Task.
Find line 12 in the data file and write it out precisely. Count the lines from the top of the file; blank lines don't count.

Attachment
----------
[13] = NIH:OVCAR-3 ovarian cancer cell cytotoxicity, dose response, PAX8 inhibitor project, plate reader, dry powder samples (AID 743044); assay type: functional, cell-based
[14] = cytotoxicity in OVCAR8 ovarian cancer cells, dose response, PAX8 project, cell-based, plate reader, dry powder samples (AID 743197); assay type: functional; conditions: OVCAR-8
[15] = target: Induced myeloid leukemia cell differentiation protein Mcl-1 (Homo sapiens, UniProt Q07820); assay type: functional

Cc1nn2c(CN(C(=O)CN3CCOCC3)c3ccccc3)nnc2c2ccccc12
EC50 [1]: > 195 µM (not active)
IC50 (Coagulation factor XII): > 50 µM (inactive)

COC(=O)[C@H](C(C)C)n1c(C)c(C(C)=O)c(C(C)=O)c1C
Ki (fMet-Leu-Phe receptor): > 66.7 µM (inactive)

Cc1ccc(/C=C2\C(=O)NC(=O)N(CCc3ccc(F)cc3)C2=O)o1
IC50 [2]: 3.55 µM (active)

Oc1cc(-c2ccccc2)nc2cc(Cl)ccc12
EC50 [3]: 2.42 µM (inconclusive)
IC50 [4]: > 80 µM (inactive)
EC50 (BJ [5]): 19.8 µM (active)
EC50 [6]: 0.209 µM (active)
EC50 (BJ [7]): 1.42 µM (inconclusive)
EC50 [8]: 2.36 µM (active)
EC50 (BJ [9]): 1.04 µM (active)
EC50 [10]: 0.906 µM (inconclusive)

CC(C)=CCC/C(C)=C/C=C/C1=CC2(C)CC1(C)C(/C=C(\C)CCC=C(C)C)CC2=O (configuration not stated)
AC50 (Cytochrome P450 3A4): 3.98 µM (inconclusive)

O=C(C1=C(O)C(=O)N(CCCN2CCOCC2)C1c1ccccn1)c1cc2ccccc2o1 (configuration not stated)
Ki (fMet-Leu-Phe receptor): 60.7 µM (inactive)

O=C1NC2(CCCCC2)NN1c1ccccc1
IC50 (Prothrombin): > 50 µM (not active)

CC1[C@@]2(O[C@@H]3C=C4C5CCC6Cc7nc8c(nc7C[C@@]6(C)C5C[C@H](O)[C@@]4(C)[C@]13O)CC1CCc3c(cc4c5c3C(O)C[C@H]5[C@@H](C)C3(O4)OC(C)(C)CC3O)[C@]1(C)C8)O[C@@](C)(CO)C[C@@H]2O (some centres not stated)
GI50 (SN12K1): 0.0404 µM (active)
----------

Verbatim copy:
EC50 [3]: 2.42 µM (inconclusive)